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Bending a copper rod

  1. Jul 18, 2009 #1
    I'm working on a project, and I need to make coils out of 5/8" diameter copper rod, ideally with center line radii ranging from 3 - 10 cm, and with turn heights of 5 cm. Most metal shops near me don't have the capacity to do this, because there rolling machines are based off of cold bending.

    I have formulated a design with which to make something close to these coils in shape, though it remains to be seen whether or not they would then be able to handle my currents. I plan to feed the rod through a flame (i would prefer an induction heater but cost is against me) heat the rod up to about 95% of its melting point (about 1000 C), then immediately feed the hot end to a cylinder to which I will attach a clamp to hold the end in place. I will use a gear system to control the bending ( when the cylinder rotates once, it moves 5 cm horizontally).

    A problem I can see is that the copper will oxidise, and the granular structure of the rod (which is helically planed) will be altered, which may affect conductive properties. I would like to hear your thoughts on this as well as any other practical alternatives which you may have to my method.

    Also I wasn't sure which forum to put this in, please move it if necessary.
  2. jcsd
  3. Jul 18, 2009 #2


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    Hi trini,
    I wouldn't bother with heating the copper like that. I'm assuming the copper rod is being used just for its electrical properties because if you heat it to close to the melting point and let it air cool, the yield strength will go down to about 6 ksi. And yes, it will scale badly if you do that.

    Here's a suggestion. Get the copper bar fully annealed if you can. If you can't, just anneal it yourself by either heating to red hot and air anneal or preferably have it done in a furnace using an inert gas so no scale gets on it. If you want to do it by annealing using a torch, then dip it or wipe it in a weak sulfuric acid solution (4% to 15% as I recall) to remove scale. This acid trick works great, leaves it as shiny as a new penny.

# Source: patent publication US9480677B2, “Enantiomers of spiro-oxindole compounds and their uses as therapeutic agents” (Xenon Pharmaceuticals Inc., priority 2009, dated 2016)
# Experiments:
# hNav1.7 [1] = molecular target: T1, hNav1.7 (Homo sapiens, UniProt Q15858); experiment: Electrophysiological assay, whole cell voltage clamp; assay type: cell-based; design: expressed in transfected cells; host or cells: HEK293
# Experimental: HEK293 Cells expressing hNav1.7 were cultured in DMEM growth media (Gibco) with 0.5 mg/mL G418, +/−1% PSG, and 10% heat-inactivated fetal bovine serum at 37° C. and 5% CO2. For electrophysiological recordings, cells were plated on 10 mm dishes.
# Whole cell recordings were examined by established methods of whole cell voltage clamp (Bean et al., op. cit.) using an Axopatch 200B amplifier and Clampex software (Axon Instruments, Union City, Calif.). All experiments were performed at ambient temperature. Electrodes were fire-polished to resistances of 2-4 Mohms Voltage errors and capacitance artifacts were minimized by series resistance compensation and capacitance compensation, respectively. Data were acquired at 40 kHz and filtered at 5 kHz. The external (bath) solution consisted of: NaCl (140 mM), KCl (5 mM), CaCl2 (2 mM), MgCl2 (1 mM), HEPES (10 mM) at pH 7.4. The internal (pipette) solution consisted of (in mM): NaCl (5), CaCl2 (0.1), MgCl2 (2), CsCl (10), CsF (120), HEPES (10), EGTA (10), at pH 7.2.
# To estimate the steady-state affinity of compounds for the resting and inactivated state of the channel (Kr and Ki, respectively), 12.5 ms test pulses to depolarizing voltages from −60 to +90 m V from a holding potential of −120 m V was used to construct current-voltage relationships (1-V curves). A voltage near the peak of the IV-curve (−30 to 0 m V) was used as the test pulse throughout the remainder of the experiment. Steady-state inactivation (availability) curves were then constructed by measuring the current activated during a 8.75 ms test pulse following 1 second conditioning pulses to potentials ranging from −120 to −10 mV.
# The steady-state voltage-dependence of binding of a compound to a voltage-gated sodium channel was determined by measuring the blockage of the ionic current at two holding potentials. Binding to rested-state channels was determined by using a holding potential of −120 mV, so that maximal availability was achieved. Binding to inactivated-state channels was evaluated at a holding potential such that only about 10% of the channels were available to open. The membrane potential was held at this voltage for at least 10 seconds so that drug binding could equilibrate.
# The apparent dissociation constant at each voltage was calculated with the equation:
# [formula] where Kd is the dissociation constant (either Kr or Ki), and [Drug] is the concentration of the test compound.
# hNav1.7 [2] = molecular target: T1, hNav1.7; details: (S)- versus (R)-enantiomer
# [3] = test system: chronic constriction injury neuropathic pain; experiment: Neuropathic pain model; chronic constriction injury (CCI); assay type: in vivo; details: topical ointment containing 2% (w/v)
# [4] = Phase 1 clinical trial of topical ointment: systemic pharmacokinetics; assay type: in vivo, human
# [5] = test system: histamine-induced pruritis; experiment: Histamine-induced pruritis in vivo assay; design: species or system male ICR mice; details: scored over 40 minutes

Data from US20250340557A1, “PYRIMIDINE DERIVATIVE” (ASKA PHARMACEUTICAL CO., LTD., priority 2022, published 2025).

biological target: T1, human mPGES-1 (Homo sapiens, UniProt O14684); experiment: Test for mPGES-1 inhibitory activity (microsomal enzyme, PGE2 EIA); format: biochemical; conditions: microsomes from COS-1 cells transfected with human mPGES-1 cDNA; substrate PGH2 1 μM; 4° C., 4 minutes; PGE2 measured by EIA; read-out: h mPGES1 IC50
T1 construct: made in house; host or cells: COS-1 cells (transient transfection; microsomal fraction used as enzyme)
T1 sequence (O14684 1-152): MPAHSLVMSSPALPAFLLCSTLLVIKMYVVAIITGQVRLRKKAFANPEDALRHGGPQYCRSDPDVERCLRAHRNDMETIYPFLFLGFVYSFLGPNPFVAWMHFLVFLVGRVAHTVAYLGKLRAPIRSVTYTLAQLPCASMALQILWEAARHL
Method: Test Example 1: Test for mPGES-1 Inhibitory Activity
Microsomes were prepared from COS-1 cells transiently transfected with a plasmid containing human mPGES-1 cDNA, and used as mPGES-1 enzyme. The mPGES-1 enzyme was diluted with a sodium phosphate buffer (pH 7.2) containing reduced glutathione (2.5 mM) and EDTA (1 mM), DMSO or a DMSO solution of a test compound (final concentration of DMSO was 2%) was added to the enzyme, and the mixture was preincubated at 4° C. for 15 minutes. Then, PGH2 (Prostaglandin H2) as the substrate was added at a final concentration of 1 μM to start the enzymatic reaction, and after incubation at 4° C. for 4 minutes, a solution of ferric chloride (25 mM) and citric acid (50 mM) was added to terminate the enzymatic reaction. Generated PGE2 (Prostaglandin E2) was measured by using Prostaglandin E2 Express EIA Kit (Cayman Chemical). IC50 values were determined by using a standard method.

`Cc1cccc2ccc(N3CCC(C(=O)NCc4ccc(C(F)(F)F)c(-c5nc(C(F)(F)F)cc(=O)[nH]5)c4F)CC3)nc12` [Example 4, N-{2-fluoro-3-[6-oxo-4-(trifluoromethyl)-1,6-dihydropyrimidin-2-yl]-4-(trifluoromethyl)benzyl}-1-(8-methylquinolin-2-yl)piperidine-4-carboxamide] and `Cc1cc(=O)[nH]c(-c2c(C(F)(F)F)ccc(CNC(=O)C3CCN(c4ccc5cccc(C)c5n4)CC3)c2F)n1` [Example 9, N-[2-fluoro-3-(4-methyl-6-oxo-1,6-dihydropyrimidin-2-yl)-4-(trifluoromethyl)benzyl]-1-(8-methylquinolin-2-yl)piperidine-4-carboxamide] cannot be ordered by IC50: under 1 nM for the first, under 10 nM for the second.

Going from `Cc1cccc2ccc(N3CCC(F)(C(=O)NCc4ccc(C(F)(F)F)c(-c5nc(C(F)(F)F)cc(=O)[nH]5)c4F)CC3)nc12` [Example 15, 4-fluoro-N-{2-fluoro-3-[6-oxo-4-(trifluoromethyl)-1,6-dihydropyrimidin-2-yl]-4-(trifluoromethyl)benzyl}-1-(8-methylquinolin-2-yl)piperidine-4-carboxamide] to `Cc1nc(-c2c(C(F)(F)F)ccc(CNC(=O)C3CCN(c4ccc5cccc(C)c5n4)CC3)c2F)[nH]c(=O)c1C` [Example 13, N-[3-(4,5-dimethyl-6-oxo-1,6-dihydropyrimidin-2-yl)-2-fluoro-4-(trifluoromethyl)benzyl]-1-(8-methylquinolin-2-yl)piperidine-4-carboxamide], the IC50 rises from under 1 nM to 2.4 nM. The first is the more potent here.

To roll it, just get a cylindrical bar of the diameter you want to roll it around, then simply wrap it. I can imagine doing this on a low speed lathe for example. You might even be able to do it by hand if the copper bar is fully annealed. If you don't feel comfortable doing it yourself, there have to be shops that do this regularly. I'm just not familiar enough with what those shops are, though if it were me I'd look for a large machining and manufacturing place.
  4. Jul 20, 2009 #3
    Is this project for a dc or ac application? If the required pulse risetime is less than a second, you should calculate the skindepth of the Fourier-transformed current in the copper to ensure full current penetration. If you need more conductor surface area to reduce ac losses, then consider a 7-conductor twisted copper conductor. See
    http://www.copperinfo.co.uk/busbars/pub22-copper-for-busbars/sec4.htm [Broken]
    Is the purpose of the coil to get a magnetic field, or for ac inductance, or for dissipating resistive heating? The resistance of copper increases with temperature, so the I-squared R losses increase with temperature. Another thought is to use a square 1/2" or 9/16" copper conductor, or maybe 1/2" by 3/4" rectangular copper busbar. This might decrease the bending forces required to make the coil.